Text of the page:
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Beginner’s guide to preparing for the Bristol 10k

With just eight weeks to go before the big day on May 20, here are their top tips on getting ready for the Bristol 10k

Bristol running

If you’ve got a supportive pair of shoes, socks that mould to your feet and a structured, progressive training programme, then you’re well on your way to running a comfortable 10k without discomfort, injuries or blisters according to the running experts at MOTI, a running and triathlon store in Clifton, Bristol.

With just eight weeks to go before the big day on May 20, here are their top tips on getting ready for the Bristol 10k.

Get the right shoes for your running style

“There are a whole host of feet, knee, hip and ankle problems that can be attributed to the wrong type of trainer,” says Martin Klijn, an ultra marathon runner and a team member at MOTI.

“Each time your foot strikes the ground you are putting four to six times your own body weight through each foot. You’re doing this over and over again, 65 to 70 times a minute, so a pair of supportive trainers is crucial to help minimise the shock on your joints.

“We’ll get you on the treadmill in a neutral pair of shoes to see how you’re running and what type of shoe you’ll need when you’re out on the street. We’ll also look for any weaknesses that could be causing you problems. We’ll look at your foot shape, structure and flexibility and we’ll also look at the strength and stability through your ankle, knee, pelvis region and up into the core.

“Once we find out whether you are neutral or need support, we’ll pick the right type of shoe, then you can try a few variations on just to get the right fit and feel.”

Invest in good socks

If you get the shoes and socks right, you shouldn’t need to do anything else – such as apply talc or Vaseline – to prevent blisters, according to Klijn.

“A good pair of running socks should mould nicely around the foot so they don’t move around and cause friction against the skin when you run. Hot moist feet are prone to developing blisters so you’ll need a synthetic blend of man-made fibres that wick sweat away. Good socks should not only be the right size but should be durable and should differentiate between left and right.”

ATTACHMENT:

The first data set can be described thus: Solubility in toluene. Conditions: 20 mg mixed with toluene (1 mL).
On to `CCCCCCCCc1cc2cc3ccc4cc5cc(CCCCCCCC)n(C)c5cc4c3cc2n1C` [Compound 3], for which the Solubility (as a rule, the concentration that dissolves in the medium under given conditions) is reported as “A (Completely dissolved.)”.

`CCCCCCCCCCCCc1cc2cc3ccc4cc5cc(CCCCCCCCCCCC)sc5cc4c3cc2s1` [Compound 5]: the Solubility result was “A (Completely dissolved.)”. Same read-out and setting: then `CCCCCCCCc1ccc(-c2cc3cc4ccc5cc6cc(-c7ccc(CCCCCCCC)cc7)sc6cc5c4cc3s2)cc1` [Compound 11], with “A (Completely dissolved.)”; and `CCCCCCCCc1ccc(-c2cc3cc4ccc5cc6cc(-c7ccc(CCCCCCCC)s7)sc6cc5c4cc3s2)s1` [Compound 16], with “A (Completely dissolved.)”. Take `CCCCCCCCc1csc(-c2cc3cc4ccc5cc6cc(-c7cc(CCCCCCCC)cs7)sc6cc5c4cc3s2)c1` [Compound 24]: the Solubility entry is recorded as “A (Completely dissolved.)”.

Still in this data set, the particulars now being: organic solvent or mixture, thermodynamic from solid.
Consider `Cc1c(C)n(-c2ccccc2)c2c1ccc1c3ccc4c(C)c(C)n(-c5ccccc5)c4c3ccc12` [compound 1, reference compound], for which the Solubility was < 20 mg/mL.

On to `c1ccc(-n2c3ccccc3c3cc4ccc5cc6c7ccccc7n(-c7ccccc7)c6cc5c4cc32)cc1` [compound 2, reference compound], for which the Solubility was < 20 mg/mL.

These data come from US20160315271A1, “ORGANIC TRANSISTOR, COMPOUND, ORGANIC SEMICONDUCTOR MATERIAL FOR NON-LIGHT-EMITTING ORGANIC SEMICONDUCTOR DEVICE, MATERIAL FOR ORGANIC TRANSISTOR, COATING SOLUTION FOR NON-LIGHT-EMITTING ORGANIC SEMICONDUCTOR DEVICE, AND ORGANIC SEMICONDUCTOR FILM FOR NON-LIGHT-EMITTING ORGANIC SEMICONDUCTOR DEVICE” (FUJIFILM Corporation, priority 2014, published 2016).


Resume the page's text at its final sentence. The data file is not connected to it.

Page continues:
Beat the bounce

The next most important bit of kit for women is a good sports bra, according to Nina Killick, a level 2 triathlon coach that leads run groups at MOTI.

“Don’t just buy the size you’re already wearing. Get measured properly because over 90% of women are in the wrong size anyway. Breasts move in a figure of eight as you run and pulls all the tissue as it does so. It can make you very sore under the armpits and puts great strain on the breast’s fragile support structure,” she says.

While avoiding sagging breasts and soreness are the main reasons for investing in a good sports bra, says Killick, another is to avoid giving fellow runners a black eye!

Ditch the water bottle

If you’ve had a good drink beforehand, you’re OK without water for up to an hour, says Klijn, but if you’re running any longer, take water with you.

“If you’re carrying a litre of water, that’s a kilo of extra weight on one side of your body which throws your running gait out slightly,” he says. “It’s preferable to take something that helps you spread the load evenly across the body, such as a waist belt or back pack.”

Keep expectations realistic

“If you’re a novice runner that’s starting to panic because there’s only eight weeks to go, you should stay realistic, concentrate on getting around comfortably and work on a walk/run type programme that doesn’t overstress your body,” says Killick.